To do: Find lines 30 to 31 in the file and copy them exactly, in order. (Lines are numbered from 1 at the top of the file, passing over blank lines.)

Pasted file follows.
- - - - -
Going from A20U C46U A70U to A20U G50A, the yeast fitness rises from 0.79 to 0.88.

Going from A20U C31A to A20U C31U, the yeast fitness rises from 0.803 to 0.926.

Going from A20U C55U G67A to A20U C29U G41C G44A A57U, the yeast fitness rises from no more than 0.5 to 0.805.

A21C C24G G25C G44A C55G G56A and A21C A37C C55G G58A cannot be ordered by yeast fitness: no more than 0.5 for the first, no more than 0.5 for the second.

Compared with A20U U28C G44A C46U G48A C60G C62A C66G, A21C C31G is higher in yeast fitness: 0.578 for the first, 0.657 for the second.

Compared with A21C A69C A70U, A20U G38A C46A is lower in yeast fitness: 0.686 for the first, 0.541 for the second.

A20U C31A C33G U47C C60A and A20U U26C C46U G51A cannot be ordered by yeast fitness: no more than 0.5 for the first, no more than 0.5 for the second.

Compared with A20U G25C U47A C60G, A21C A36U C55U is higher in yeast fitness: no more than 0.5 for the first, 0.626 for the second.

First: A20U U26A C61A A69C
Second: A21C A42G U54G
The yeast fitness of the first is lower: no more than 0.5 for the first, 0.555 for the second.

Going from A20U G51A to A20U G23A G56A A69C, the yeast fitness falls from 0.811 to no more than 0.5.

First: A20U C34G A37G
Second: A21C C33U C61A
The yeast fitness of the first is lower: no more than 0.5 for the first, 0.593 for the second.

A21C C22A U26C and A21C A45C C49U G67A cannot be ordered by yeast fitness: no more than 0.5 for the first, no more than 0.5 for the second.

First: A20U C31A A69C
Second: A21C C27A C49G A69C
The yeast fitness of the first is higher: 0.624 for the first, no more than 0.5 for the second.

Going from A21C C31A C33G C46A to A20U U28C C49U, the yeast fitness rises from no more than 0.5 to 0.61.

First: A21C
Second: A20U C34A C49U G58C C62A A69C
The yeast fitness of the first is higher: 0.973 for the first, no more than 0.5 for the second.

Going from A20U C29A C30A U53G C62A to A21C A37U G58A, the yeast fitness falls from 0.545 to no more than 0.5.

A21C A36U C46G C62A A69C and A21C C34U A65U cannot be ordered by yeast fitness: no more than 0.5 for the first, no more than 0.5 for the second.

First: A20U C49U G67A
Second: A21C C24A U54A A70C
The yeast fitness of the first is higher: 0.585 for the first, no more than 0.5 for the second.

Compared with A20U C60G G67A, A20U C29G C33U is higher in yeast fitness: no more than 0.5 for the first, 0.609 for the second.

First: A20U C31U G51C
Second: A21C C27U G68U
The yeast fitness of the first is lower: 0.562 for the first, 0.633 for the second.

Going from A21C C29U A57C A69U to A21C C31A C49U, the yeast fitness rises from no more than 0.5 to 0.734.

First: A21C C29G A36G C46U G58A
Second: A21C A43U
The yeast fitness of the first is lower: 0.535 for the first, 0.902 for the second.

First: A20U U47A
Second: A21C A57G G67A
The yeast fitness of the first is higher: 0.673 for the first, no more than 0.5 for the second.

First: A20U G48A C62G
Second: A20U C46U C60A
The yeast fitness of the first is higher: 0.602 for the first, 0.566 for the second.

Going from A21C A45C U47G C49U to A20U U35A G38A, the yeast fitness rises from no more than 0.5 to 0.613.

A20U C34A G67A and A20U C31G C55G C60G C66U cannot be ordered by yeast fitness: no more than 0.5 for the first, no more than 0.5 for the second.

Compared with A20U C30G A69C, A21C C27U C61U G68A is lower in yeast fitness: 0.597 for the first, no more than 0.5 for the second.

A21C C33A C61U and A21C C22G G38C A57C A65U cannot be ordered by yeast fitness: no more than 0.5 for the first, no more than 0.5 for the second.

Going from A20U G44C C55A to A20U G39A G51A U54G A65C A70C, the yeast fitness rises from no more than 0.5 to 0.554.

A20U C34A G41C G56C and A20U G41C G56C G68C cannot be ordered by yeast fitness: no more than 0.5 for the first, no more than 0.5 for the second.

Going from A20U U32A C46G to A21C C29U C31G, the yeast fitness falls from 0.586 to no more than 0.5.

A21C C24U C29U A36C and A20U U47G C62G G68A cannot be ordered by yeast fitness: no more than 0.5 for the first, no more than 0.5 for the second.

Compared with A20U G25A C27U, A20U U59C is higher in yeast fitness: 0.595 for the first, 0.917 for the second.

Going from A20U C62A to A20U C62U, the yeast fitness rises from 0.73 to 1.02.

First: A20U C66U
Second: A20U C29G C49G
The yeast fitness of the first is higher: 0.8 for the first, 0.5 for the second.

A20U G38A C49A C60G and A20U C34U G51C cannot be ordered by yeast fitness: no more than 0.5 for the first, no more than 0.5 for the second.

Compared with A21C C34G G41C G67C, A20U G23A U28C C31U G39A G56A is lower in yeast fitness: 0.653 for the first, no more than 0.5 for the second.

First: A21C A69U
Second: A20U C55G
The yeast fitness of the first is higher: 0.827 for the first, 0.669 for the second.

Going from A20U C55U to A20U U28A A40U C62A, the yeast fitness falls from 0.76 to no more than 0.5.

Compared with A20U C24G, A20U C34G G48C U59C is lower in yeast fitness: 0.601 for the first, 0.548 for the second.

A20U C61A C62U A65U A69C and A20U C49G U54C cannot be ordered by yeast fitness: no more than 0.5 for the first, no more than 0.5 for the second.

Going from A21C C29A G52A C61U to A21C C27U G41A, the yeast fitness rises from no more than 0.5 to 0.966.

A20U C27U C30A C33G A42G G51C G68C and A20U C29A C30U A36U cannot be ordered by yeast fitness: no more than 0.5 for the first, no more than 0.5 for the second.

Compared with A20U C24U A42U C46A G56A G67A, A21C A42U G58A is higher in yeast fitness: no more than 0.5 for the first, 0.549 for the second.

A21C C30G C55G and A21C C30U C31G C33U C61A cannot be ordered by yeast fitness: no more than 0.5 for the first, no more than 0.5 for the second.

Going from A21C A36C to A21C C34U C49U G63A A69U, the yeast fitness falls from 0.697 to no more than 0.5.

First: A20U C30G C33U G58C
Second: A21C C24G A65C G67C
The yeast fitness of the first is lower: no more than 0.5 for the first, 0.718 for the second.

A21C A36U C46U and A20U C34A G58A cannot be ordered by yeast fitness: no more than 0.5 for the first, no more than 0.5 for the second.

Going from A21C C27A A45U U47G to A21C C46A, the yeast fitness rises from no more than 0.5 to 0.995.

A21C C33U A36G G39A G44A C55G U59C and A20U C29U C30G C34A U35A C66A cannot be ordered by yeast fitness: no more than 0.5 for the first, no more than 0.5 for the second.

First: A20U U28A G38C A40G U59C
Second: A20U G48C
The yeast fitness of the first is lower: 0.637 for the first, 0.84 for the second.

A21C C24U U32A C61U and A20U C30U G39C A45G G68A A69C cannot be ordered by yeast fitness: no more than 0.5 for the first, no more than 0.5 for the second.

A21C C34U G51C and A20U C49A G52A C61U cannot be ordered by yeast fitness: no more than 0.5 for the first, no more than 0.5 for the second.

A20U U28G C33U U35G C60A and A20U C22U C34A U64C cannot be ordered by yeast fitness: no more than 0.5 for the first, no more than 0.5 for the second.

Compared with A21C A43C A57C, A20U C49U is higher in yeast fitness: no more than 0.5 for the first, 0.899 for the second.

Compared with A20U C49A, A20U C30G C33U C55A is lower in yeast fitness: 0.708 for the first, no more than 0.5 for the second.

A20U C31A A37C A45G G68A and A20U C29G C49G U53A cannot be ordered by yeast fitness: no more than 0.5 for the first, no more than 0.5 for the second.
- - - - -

First: A20U C31U G51C
Second: A21C C27U G68U